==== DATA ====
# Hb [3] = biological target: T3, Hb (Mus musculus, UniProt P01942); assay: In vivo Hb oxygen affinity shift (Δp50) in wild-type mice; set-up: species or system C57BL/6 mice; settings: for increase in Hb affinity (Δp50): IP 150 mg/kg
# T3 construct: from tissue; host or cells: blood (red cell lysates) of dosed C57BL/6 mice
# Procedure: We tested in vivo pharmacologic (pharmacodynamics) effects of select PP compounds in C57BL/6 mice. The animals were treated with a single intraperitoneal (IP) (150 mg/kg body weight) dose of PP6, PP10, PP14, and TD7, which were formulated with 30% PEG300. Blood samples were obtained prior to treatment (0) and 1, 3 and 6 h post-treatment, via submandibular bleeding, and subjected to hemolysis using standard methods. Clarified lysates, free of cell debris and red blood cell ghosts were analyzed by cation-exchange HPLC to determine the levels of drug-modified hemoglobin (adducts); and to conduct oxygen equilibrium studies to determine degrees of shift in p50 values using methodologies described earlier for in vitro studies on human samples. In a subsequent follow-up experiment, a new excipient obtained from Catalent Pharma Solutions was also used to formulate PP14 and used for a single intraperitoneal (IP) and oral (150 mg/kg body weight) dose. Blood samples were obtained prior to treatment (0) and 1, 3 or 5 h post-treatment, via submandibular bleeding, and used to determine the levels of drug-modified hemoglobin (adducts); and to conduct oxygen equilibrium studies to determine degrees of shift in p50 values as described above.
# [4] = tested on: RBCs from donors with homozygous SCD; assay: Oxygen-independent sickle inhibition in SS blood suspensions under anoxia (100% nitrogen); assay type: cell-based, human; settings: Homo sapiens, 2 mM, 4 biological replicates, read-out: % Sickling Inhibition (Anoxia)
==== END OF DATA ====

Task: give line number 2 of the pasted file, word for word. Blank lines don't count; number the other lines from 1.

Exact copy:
# T3 construct: from tissue; host or cells: blood (red cell lysates) of dosed C57BL/6 mice